How Self-Organising Maps Work: Explained with Graphics

Artificial Neural Networks (simply known as neural networks) come in all different shapes and sizes and can be designed to solve different types of problems. Classification, regression, supervised and unsupervised. Neural networks are incredibly versatile.

It’s fair to say that neural networks are the go-to solution for any predictive task imaginable. This is especially true for those in the data science, machine learning and academic world(s). For this reason, I thought I would take some time out of my schedule to learn more about how they work and build a few for myself to test out. I’ve never really thought about using them for anything important.

That was until I came across the Self-organising Map (otherwise known as SOM) neural network.

In my opinion, I feel that SOM’s are perhaps one of the most underrepresented types of neural network and, quite possibly, one of the most useful.

In this blog post, I will cover three points:

  • What is a SOM neural network?
  • Why SOM’s are useful
  • How do SOM’s work?

So let’s get started, what exactly is a SOM neural network.

What is a SOM neural network?

A SOM is a type of neural network which is designed to turn a high-dimensional data set into a low-dimension representations whilst preserving the structure of the original data. 

In other words, it attempts to approximate the data in its original form which is then mapped to a graph structure, such as a two-dimensional grid. This means data points which are close together in the original set will be close together in the new “mapped space”.

Much like other neural networks, a SOM attempts to “understand” a data set by going through a training process which involves building a model by repeatedly taking samples of the data and, with the help of some clever mathematics (explained later), the model will eventually align with the data.

The animation below is a very simple example of what a SOM does. Think of it like a blanket which wraps around some data points in an N-dimensional space.

An animation of weights “learning” the data in a scatter plot.

Why SOM’s are useful

As mentioned before, SOM neural networks are designed to make high-dimensional data sets easier to analyse and visualise. They do this by building a map between the real, high-dimensional, data (the input) and the low-dimensional output (the map).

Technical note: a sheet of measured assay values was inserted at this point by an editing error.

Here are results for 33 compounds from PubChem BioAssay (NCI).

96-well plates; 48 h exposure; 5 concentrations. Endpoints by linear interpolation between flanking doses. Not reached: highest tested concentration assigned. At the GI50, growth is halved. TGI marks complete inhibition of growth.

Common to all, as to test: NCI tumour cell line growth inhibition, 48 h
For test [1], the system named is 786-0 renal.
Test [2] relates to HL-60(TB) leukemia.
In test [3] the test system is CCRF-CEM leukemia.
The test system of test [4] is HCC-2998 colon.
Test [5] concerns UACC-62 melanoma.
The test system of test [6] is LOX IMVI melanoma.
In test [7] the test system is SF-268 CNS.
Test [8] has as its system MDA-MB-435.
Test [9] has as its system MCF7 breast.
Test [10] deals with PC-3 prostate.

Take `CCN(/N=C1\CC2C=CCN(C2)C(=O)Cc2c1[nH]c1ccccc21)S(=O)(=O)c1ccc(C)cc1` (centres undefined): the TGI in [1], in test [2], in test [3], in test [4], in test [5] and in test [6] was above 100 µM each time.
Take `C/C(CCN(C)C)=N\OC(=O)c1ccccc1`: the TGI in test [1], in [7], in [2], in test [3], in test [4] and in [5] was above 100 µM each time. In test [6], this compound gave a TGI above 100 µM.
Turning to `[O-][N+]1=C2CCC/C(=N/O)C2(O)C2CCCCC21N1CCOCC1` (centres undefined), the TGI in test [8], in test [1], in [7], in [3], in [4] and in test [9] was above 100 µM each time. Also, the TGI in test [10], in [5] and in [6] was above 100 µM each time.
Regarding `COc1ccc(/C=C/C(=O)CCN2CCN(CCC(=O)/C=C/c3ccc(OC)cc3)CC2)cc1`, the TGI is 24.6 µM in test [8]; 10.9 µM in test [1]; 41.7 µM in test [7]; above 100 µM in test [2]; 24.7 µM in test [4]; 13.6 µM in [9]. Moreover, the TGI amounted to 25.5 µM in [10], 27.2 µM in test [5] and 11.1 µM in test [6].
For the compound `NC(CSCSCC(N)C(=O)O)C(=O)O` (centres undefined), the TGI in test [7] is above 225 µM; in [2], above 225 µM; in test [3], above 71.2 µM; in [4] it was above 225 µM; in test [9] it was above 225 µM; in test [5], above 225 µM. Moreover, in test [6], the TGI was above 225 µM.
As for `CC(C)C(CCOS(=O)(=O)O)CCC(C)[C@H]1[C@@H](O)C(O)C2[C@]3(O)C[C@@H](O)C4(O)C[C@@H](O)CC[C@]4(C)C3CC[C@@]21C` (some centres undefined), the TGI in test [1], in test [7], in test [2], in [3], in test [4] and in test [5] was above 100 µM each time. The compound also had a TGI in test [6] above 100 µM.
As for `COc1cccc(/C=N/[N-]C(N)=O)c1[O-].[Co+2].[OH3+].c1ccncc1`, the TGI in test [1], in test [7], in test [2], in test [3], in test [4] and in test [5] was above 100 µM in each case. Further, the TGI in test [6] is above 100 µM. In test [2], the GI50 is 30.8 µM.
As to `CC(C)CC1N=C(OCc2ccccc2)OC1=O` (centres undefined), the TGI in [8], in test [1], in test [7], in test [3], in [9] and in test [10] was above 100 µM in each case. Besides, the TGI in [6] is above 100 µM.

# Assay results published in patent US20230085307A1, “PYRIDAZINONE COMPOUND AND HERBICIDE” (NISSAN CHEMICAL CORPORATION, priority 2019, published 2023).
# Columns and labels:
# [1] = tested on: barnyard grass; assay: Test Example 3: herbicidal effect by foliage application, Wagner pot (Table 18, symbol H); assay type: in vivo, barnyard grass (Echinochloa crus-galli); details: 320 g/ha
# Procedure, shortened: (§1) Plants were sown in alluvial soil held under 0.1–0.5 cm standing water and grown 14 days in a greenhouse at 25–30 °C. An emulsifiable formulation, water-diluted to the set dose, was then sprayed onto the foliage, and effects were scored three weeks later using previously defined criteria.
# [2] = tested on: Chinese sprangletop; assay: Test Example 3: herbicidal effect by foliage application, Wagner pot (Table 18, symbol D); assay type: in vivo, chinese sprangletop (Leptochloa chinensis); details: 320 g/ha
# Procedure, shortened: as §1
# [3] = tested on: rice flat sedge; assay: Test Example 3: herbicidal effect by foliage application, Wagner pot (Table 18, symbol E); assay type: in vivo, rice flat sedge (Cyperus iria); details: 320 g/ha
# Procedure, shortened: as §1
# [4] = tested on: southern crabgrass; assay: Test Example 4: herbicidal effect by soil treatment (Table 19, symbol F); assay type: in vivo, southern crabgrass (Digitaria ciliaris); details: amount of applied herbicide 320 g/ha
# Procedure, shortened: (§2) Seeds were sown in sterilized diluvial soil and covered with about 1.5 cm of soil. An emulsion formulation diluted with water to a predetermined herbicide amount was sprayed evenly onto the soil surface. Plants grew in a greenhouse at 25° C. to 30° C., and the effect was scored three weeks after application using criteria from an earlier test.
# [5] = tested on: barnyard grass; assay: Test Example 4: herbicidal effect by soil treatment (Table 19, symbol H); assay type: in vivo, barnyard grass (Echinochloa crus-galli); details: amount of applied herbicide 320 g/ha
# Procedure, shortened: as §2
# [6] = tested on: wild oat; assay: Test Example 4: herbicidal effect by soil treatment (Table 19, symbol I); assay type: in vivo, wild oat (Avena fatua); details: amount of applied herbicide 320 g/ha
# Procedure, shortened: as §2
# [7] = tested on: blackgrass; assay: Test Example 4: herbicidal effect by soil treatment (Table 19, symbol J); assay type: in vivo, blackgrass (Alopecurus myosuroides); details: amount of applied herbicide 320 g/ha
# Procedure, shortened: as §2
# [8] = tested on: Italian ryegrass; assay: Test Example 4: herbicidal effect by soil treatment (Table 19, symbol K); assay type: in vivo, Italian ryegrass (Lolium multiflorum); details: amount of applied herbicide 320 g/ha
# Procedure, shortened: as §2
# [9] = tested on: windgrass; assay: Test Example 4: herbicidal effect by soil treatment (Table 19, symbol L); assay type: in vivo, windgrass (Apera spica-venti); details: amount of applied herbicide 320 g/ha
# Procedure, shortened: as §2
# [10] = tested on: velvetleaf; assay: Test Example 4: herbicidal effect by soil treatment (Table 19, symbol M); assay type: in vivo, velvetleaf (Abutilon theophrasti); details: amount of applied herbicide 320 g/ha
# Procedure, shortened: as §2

What makes SOM’s useful is that they are versatile, as they can work with data in all different shapes and sizes in an attempt to build an accurate representation of the data. In most cases, a 2D lattice is used (like the one shown in the animation above) although almost any network configuration can be used such as a chain, hexagonal and triangular grid.

How do SOM’s work?

Like all machine learning algorithms, a SOM neural network needs to be trained on a data set. The general training process involves repeatedly presenting random data samples to the neural network and adjust weights (minimising the error) until a given threshold has been reached. This is known as gradient descent and is widely used in machine learning to make the training process as efficient as possible.

This process can be summarised with the following stages:

Initialise Data and Weights

To get started, we need some data. In this simple example, imagine we have a 2-dimensional data set containing \(N=100\) points with four classes. Let’s call it \(X\). It might look something like this when plotted:

Simple example of some mock data.

With the data \(X\) loaded, we can now set up our weights, \(W\) with the same dimensions. For now, this can be just some random numbers. These weights represent the strength of the connections, where each row repents a neural unit – a node in the network. Again, when plotted, it might look like this:

Simple example of some mock data including weights.

Define Leaning Rate and Neighbourhood Restraint

Now that the data and weights have been set up, we need to define a few functions before we start the training process. A learning rate and neighbourhood restraint.

A learning rate, let’s call it \(\alpha\), is used to determine how quickly or slowly the algorithm “learns” updates the weights. Usually, the value of \(\alpha\) starts at just below \(1.0\) (such as \(0.999\)) but slowly decreases per iteration. A high learning rate means that weights are updated too quickly and a low learning rate means that weights are not updated enough.

The rate at which this decreases is determined by a function. In my case, this function is determined by the following, where \(x\) is the current position and \(k\) is some variable. The value of \(k\) can be adjusted to determine the rate at which the learning rate decreases.

\begin{align*} f(x) = e^{xk}\end{align*}

Plotting this with different values of \(k\) gives us this:

Plotting different values of k using the learning rate function.